Dirt seems to be magnetically attracted to Jeeps. Which is understandable when you consider the Jeep’s off-road pedigree, and the 70-year bloodline of this battlefield-born, all-purpose sport-ute.
The Jeep Wrangler is easily recognized as the “classic Jeep.” The “Unlimited” name, attached to a particular type of Jeep, refers to the recent addition of a stretched-out, four-dour version that first debuted as a 2007 model at the New York auto show four years ago.
At first glance, the Jeep Wrangler Unlimited might not be considered particularly unique since, despite its larger dimensions, it meticulously follows the old formula and traditional styling cues of the original two-door.
But Chrysler boasts that it is the only four-door, five-passenger SUV convertible on the market. And that specialized SUV market, with true off-road emphasis, is fast becoming a monopoly, thanks to the thinning of the ranks — the diminishment of HUMMER and the uncertain future of Toyota’s FJ Cruiser.
With more room for passengers and payload, the four-door formula seems to be working. In fact, I’d come to believe that I was seeing more Jeep Wrangler Unlimited four-doors out there than original two-door versions.
For 2010, Jeep has added equipment upgrades across the Wrangler Unlimited lineup. A new and improved Sunrider soft top, which includes a “sun roof” and full top-down option, makes it easier to remove the roof for that open-air experience.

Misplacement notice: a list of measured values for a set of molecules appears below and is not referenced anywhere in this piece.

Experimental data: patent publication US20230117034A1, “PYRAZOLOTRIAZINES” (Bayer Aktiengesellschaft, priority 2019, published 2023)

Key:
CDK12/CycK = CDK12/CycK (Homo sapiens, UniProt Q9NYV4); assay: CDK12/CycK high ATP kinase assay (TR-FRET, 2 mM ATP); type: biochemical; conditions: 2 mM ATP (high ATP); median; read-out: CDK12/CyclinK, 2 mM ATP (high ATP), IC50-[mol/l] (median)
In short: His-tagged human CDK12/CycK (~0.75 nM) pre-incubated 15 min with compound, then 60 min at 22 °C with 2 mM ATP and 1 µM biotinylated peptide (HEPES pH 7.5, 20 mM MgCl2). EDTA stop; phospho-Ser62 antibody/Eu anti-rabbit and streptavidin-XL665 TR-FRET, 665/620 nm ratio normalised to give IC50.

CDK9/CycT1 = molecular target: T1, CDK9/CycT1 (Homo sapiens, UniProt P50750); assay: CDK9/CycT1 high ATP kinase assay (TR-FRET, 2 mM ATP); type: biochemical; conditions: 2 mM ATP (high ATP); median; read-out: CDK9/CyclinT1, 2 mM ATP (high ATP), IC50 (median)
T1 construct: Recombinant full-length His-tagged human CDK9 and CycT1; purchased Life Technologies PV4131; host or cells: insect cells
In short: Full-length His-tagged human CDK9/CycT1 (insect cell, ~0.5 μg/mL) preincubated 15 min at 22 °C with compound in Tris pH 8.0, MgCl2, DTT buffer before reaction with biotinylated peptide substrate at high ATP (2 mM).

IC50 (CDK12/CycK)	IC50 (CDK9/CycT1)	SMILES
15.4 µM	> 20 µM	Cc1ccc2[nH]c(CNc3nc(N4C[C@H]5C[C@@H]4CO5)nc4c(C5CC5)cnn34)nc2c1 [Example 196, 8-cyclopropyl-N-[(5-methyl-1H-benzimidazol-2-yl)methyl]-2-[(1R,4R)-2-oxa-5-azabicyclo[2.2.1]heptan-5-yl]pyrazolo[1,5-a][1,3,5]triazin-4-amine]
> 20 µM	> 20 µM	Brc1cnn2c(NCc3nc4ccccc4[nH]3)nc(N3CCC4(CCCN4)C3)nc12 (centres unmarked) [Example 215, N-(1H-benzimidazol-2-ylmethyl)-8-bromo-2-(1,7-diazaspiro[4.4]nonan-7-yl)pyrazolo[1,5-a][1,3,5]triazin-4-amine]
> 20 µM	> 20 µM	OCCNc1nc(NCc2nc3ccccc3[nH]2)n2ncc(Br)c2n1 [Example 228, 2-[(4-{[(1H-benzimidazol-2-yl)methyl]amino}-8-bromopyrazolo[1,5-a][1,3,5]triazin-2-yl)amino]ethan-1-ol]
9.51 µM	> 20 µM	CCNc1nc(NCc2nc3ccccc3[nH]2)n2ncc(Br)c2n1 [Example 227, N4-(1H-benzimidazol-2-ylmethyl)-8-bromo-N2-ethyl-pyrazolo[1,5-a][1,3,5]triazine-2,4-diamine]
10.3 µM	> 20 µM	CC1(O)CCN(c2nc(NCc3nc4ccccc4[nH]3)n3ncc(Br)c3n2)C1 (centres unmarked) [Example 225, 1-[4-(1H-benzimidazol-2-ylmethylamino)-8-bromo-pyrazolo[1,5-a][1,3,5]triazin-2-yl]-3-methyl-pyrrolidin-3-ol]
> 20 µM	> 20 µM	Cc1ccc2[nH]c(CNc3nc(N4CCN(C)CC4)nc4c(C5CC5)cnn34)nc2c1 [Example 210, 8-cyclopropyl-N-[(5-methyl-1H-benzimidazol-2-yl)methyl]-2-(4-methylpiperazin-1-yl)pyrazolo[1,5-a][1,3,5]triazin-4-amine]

A Freedom Top three-piece modular hard top with removable panels is also available. Fog lamps, tow hooks, and a compass and outside temperature readout are now standard across the lineup.
Jeep has also reworked the dome lamp, installed bigger sliding sun visors with mirrors, adjusted the exterior colour palette and, among option packages, is offering new wheel styles and a Uconnect phone and navigation system.
The 2010 Jeep Wrangler Unlimited has the familiar 3.8-litre V6 engine making 202 hp and 237 lb/ft.
Those numbers sound diminutive, considering the Unlimited’s 1957 kg curb weight but the old OHV V6 responded with a roar and I enjoyed it, probably because I was making the most of the power through a long-throw six-gear manual transmission that chucks delightfully into gear and vibrates at speed like a drunk at a revival meeting.
The top-of-the-line Rubicon model I tested went a long way to smoothing some of the rougher edges with two-tone slate gray leather seating, an upgraded audio and navigation system and all the bells and whistles expected in a modern SUV.